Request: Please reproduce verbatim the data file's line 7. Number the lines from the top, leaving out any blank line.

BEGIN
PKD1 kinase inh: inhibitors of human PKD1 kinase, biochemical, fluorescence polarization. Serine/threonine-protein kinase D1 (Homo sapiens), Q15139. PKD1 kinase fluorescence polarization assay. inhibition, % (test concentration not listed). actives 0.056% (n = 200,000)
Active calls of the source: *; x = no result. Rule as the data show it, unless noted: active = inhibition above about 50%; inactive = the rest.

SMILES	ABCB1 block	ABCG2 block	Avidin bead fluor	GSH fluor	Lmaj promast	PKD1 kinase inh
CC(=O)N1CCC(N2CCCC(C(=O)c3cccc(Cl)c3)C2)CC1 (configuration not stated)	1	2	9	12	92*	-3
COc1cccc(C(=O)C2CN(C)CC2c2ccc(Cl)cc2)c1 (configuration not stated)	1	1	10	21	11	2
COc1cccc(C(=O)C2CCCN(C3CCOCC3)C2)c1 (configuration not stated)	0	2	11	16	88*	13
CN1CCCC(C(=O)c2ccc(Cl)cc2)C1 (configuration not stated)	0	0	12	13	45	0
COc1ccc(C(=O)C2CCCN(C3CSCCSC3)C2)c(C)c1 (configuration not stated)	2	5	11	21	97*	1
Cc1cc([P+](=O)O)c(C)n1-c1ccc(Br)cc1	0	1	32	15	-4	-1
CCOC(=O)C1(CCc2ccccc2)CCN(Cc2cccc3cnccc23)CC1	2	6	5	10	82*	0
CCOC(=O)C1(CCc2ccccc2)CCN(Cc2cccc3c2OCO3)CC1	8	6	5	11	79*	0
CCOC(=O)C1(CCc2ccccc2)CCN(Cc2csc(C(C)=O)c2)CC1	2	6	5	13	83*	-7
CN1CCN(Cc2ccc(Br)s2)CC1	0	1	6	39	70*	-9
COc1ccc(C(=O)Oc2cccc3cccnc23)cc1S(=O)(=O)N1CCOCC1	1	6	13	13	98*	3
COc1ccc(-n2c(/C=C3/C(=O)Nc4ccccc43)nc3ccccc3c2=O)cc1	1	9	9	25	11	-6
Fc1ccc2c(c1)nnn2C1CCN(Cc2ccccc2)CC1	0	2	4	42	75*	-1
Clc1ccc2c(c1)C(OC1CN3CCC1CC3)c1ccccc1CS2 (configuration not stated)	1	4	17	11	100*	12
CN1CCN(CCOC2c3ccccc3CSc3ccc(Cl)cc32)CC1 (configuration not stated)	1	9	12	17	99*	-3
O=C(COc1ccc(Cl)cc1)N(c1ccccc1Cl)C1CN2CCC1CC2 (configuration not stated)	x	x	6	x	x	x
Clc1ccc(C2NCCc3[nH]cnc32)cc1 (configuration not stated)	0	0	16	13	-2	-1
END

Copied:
CN1CCCC(C(=O)c2ccc(Cl)cc2)C1 (configuration not stated)	0	0	12	13	45	0